Lili Reinhart Opens Up About Body Dysmorphia, Slams Instagram Trolls

Lili Reinhart took to Twitter this week to talk candidly about body dysmorphia. The Riverdale actress, 21, was body-shamed on Instagram after she shared a photo from her Grace Kelly-inspired photo shoot.

In the interview, published on Tuesday, the CW star talked candidly about being a champion for body positivity and how Grace Kelly and Marilyn Monroe are inspirations to her.

"Marilyn Monroe was a curvy girl: she had boobs and she didn't have a 24-inch waist," Reinhart said. "To me that's really inspiring and makes me feel like my body can be accepted."

Instagram trolls then came for Reinhart in the comments section, blasting her for comparing herself to someone curvy when she’s “skinny.”

“Telling someone they don’t deserve to feel insecure because their body is ‘fine’ or ‘just like’ whomever.. is wrong,” Reinhart tweeted. “That’s part of the problem. That’s part of body shaming.”

She continued: “I will never understand how someone can be so cowardly as to hide behind their phone and tell a stranger that their feelings are irrelevant and considered ‘whining,’ just because they think you represent some ideal figure or shape. … I hope this example helps show you a significant problem that’s going on today with young boys and girls. This is why people with mental health issues- depression, eating disorders, body dismirphia— sometimes don’t get the help they need because they’re shamed into being quiet.”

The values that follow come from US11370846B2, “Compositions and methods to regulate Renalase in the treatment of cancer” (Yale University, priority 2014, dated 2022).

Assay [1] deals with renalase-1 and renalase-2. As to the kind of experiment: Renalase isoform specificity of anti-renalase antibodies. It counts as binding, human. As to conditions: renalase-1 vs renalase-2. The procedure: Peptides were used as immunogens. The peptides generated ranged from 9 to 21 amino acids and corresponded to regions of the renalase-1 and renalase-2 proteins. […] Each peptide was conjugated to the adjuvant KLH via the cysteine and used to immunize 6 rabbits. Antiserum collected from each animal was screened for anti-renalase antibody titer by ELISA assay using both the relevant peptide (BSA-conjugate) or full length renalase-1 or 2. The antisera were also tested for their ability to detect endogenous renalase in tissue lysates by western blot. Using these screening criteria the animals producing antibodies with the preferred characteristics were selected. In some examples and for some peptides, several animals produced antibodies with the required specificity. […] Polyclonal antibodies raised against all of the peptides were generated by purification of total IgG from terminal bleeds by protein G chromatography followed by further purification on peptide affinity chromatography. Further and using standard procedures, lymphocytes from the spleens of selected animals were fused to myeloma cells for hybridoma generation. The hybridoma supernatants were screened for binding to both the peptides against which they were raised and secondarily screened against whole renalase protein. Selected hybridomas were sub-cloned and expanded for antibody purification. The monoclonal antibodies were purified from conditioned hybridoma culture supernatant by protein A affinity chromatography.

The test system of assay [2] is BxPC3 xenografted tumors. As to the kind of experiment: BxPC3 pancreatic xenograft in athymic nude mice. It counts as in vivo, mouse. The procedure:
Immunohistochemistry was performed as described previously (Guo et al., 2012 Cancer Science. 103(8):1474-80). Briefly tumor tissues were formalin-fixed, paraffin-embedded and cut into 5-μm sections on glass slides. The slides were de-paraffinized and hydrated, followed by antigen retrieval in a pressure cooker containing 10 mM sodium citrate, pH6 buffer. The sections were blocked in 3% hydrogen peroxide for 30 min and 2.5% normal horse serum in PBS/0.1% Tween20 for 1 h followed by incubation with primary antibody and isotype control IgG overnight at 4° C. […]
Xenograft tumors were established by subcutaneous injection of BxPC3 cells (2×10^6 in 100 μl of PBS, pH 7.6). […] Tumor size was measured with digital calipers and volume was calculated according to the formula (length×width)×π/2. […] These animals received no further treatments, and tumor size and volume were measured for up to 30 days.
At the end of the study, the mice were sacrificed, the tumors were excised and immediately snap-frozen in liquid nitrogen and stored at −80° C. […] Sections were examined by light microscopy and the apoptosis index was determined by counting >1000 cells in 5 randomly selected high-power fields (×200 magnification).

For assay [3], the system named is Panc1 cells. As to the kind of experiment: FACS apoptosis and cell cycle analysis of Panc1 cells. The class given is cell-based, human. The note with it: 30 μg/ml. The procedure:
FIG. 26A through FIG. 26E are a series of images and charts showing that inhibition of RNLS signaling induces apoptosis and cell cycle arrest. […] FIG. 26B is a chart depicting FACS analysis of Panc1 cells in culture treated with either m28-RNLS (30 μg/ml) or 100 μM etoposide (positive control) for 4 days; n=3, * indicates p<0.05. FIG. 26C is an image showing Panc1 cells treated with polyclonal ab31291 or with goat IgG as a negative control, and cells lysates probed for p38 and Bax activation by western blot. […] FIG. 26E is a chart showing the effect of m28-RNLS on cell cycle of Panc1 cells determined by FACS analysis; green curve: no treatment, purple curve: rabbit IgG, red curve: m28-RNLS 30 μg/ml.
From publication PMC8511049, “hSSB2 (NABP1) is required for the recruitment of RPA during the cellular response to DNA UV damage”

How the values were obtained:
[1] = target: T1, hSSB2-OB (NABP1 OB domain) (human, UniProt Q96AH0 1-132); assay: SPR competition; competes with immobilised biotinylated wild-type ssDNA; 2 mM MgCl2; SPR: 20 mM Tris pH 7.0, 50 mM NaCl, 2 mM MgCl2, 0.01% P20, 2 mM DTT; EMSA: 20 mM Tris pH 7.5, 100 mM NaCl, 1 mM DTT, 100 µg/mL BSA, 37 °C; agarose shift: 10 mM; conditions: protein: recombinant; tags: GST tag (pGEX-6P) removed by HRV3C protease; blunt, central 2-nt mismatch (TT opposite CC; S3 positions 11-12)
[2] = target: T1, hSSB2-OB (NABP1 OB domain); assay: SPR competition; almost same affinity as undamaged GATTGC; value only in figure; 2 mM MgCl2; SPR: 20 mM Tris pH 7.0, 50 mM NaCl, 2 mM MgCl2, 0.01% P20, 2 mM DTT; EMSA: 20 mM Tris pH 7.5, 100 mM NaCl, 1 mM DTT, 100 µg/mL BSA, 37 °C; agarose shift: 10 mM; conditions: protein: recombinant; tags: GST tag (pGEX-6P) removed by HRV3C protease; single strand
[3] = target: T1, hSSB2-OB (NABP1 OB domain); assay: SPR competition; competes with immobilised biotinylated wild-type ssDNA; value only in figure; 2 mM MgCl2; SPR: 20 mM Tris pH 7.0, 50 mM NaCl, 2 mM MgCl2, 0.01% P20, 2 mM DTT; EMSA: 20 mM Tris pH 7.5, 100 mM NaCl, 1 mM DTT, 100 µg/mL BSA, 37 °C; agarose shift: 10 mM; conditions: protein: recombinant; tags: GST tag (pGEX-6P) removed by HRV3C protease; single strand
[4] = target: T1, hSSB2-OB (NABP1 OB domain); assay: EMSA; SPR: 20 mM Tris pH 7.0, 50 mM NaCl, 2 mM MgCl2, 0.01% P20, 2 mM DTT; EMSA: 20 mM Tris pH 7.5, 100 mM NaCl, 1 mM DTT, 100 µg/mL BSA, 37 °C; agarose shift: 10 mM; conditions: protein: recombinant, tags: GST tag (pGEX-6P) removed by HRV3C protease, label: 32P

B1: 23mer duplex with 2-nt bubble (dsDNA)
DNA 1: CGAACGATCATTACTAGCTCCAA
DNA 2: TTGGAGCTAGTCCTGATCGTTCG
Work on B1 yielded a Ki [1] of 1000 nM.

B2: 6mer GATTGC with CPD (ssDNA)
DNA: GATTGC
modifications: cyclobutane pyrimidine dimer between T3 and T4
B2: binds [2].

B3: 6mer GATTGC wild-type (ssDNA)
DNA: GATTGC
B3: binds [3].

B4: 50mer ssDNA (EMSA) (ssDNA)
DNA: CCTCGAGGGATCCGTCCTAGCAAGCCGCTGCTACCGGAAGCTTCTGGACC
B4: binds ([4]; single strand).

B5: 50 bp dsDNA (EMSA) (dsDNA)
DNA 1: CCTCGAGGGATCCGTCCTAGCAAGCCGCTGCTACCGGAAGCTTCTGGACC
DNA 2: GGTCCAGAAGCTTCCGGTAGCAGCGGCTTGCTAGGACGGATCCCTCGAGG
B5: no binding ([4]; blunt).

Reinhart added that she was feeling “really disheartened by the fact that so many people are saying ‘you’re skinny so shut up about embrscing your body.’ As if my body dysmorphia is irrelevant because of how I look to some people. I’m either not curvy enough or not skinny enough to feel insecure.”

She concluded her tweets by encouraging people to stop this kind of behavior and to be aware of mental illness. 

"Mental illness gets worse when people say that you don't have a right to feel the way you do. That's where we are dailing [sic]. Do not encourage this behavior,” she wrote. “It is destructive. More destructive than you'll ever realize. You may not understand someone's insecurity- but respect it."